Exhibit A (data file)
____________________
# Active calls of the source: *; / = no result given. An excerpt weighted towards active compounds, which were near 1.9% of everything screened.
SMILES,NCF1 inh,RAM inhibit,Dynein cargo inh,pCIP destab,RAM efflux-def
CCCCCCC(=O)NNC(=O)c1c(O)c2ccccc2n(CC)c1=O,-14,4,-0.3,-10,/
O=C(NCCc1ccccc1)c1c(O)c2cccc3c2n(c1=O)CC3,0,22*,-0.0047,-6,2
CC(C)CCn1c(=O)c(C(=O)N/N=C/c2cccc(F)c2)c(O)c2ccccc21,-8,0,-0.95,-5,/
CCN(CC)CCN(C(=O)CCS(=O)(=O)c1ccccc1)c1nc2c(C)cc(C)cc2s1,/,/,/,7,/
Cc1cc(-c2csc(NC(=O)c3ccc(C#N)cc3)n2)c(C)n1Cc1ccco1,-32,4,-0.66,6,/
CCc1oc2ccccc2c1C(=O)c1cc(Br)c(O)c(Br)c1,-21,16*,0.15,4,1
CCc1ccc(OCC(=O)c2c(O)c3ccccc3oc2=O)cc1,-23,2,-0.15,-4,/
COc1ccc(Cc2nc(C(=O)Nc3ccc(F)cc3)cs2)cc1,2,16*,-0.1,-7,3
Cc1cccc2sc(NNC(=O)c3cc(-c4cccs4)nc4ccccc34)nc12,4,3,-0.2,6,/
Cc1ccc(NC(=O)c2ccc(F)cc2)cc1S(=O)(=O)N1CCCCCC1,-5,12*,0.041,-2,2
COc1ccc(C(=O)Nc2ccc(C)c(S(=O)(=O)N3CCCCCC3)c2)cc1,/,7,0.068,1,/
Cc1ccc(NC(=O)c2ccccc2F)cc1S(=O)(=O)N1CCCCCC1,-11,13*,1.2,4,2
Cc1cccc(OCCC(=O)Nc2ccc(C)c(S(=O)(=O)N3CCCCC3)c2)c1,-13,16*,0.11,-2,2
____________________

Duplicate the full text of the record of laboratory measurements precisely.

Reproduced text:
# Active calls of the source: *; / = no result given. An excerpt weighted towards active compounds, which were near 1.9% of everything screened.
SMILES,NCF1 inh,RAM inhibit,Dynein cargo inh,pCIP destab,RAM efflux-def
CCCCCCC(=O)NNC(=O)c1c(O)c2ccccc2n(CC)c1=O,-14,4,-0.3,-10,/
O=C(NCCc1ccccc1)c1c(O)c2cccc3c2n(c1=O)CC3,0,22*,-0.0047,-6,2
CC(C)CCn1c(=O)c(C(=O)N/N=C/c2cccc(F)c2)c(O)c2ccccc21,-8,0,-0.95,-5,/
CCN(CC)CCN(C(=O)CCS(=O)(=O)c1ccccc1)c1nc2c(C)cc(C)cc2s1,/,/,/,7,/
Cc1cc(-c2csc(NC(=O)c3ccc(C#N)cc3)n2)c(C)n1Cc1ccco1,-32,4,-0.66,6,/
CCc1oc2ccccc2c1C(=O)c1cc(Br)c(O)c(Br)c1,-21,16*,0.15,4,1
CCc1ccc(OCC(=O)c2c(O)c3ccccc3oc2=O)cc1,-23,2,-0.15,-4,/
COc1ccc(Cc2nc(C(=O)Nc3ccc(F)cc3)cs2)cc1,2,16*,-0.1,-7,3
Cc1cccc2sc(NNC(=O)c3cc(-c4cccs4)nc4ccccc34)nc12,4,3,-0.2,6,/
Cc1ccc(NC(=O)c2ccc(F)cc2)cc1S(=O)(=O)N1CCCCCC1,-5,12*,0.041,-2,2
COc1ccc(C(=O)Nc2ccc(C)c(S(=O)(=O)N3CCCCCC3)c2)cc1,/,7,0.068,1,/
Cc1ccc(NC(=O)c2ccccc2F)cc1S(=O)(=O)N1CCCCCC1,-11,13*,1.2,4,2
Cc1cccc(OCCC(=O)Nc2ccc(C)c(S(=O)(=O)N3CCCCC3)c2)c1,-13,16*,0.11,-2,2